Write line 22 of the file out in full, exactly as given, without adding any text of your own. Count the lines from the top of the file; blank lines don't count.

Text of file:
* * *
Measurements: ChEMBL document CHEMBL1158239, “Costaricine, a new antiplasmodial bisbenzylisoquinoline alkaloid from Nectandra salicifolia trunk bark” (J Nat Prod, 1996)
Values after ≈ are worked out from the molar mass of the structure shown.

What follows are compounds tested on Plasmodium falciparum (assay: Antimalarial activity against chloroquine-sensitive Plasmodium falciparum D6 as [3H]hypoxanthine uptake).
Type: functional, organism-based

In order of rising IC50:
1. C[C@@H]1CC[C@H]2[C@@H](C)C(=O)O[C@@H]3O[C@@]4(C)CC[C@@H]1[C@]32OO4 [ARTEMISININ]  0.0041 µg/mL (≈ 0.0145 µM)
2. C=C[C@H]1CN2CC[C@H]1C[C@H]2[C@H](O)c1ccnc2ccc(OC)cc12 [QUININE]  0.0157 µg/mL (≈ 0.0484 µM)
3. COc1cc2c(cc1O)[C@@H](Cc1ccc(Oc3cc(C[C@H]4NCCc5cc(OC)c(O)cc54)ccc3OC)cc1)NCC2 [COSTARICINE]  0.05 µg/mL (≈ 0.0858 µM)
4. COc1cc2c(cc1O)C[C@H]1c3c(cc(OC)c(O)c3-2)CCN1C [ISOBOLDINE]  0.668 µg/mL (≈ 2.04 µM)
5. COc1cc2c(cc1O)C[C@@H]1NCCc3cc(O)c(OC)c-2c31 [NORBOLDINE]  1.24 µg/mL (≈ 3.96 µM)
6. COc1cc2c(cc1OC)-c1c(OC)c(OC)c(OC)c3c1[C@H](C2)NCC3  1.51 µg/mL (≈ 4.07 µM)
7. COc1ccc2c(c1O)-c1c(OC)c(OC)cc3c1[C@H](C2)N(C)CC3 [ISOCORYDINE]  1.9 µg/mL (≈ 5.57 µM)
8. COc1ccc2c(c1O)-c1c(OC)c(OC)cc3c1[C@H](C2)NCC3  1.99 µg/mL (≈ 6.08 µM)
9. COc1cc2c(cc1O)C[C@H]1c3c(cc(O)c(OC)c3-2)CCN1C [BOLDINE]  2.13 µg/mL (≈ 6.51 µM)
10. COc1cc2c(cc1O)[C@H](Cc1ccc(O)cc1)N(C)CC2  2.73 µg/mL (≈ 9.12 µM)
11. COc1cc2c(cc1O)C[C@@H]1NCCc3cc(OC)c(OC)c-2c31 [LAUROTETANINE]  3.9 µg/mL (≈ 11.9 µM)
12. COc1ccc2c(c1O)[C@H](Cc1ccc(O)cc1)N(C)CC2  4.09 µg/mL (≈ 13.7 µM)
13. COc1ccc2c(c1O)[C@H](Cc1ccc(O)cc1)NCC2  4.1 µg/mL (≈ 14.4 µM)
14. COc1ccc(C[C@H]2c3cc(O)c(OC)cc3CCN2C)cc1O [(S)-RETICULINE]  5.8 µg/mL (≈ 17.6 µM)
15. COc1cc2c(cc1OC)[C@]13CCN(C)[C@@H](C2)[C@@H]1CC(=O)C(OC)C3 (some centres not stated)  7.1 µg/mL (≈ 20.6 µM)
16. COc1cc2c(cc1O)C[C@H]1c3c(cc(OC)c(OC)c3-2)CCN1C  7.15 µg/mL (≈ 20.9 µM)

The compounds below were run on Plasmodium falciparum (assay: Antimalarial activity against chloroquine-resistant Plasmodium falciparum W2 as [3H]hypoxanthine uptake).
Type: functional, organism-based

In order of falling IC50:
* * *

The compounds below were run on Plasmodium falciparum (assay: Antimalarial activity against chloroquine-resistant Plasmodium falciparum W2 as [3H]hypoxanthine uptake).